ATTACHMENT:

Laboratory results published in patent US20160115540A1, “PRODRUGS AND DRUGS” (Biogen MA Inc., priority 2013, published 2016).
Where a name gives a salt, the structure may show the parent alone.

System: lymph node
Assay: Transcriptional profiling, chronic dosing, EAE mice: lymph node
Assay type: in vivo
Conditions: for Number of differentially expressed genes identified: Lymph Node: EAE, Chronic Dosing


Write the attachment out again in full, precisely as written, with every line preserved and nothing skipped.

Laboratory results published in patent US20160115540A1, “PRODRUGS AND DRUGS” (Biogen MA Inc., priority 2013, published 2016).
Where a name gives a salt, the structure may show the parent alone.

System: lymph node
Assay: Transcriptional profiling, chronic dosing, EAE mice: lymph node
Assay type: in vivo
Conditions: for Number of differentially expressed genes identified: Lymph Node: EAE, Chronic Dosing